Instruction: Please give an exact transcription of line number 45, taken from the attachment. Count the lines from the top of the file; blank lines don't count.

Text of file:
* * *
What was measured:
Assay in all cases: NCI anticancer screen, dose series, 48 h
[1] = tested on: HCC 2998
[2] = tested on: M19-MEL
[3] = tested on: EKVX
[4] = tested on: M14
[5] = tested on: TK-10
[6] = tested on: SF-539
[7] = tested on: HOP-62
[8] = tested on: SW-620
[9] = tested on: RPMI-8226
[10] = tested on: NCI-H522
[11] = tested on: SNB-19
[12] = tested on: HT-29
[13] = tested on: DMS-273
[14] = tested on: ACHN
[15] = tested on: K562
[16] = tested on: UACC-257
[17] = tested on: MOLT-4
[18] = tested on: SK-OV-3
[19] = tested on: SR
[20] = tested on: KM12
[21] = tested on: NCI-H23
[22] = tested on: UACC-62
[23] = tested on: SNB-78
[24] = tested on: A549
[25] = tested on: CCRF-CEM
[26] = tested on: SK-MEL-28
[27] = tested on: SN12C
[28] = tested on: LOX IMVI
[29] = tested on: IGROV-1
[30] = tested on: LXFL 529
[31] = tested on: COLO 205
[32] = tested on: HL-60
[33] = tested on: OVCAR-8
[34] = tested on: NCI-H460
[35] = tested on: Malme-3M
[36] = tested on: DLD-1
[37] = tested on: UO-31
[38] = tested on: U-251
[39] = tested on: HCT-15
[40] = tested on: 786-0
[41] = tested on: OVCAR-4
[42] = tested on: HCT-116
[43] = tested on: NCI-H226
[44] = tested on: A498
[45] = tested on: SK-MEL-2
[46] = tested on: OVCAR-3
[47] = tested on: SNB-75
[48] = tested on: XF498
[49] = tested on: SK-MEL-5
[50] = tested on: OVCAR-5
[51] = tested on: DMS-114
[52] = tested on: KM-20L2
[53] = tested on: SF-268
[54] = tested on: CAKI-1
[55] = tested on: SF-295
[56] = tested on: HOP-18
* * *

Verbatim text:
[43] = tested on: NCI-H226